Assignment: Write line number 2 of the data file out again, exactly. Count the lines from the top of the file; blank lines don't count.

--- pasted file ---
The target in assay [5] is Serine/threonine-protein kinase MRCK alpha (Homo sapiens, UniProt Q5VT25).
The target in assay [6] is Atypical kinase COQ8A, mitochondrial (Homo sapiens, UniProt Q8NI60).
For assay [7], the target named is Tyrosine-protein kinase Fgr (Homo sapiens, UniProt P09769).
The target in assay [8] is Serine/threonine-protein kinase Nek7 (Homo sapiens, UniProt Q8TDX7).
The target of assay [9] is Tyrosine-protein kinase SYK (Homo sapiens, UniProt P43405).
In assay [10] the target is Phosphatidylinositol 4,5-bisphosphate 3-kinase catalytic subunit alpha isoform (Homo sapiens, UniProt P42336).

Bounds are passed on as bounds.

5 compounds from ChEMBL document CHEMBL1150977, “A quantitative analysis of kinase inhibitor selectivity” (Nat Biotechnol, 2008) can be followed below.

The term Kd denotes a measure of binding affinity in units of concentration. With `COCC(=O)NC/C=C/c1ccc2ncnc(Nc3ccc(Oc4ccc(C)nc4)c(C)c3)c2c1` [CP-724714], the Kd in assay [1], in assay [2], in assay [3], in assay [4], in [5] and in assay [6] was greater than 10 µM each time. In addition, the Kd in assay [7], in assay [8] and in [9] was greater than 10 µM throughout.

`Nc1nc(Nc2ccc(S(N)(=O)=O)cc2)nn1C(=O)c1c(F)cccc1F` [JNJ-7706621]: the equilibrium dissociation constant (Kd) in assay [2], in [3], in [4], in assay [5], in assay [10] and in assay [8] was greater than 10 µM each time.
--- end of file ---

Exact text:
The target in assay [6] is Atypical kinase COQ8A, mitochondrial (Homo sapiens, UniProt Q8NI60).